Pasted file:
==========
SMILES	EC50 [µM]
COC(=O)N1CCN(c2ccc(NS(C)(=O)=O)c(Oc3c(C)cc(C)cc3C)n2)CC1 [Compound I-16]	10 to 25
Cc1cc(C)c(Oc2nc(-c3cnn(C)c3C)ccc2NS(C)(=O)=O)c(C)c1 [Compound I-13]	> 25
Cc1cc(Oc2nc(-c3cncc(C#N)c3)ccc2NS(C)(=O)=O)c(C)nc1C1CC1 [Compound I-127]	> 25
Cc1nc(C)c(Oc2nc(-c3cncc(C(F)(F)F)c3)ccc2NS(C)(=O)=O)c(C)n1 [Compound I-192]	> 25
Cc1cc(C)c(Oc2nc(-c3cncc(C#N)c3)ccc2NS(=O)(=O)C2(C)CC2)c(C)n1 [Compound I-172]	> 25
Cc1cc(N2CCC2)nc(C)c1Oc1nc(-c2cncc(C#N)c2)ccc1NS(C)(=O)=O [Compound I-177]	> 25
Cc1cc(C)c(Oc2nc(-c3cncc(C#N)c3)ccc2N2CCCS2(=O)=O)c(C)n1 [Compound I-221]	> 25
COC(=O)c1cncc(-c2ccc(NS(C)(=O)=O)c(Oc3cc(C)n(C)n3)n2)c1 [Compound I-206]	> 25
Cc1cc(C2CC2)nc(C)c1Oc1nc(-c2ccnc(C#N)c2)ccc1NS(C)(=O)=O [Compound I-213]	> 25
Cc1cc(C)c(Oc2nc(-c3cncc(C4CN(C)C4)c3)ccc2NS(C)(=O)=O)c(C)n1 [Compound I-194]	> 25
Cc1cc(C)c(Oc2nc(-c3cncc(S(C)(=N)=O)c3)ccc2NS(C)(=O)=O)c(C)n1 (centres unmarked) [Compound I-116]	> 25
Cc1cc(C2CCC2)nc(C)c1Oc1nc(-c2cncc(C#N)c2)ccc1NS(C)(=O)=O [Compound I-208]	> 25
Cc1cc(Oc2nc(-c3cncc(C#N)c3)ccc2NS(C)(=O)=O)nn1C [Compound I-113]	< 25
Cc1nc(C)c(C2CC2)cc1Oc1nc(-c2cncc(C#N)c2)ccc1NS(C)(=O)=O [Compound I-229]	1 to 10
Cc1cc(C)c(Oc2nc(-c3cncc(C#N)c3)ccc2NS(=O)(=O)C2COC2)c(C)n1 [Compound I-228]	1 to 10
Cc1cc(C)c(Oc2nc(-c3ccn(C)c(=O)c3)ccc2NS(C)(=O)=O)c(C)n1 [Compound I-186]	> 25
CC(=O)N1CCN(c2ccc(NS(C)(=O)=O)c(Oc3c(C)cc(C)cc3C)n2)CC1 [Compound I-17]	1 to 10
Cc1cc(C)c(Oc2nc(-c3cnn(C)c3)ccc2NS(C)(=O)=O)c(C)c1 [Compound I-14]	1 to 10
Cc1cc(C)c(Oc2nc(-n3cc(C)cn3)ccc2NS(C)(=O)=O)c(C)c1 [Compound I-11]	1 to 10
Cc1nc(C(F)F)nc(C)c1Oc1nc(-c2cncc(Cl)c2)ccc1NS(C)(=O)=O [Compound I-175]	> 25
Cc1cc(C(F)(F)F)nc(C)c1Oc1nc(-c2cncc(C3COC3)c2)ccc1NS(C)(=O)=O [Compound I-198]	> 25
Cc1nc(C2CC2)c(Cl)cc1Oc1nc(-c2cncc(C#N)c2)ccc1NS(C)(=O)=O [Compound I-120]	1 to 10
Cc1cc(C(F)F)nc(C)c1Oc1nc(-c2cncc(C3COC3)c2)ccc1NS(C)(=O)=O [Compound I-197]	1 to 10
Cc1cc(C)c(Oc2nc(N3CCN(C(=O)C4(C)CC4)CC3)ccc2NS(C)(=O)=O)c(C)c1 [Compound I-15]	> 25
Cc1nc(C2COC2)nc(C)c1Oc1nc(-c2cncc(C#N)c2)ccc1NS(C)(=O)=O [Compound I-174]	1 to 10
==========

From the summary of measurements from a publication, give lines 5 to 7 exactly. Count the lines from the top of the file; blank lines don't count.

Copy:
Cc1nc(C)c(Oc2nc(-c3cncc(C(F)(F)F)c3)ccc2NS(C)(=O)=O)c(C)n1 [Compound I-192]	> 25
Cc1cc(C)c(Oc2nc(-c3cncc(C#N)c3)ccc2NS(=O)(=O)C2(C)CC2)c(C)n1 [Compound I-172]	> 25
Cc1cc(N2CCC2)nc(C)c1Oc1nc(-c2cncc(C#N)c2)ccc1NS(C)(=O)=O [Compound I-177]	> 25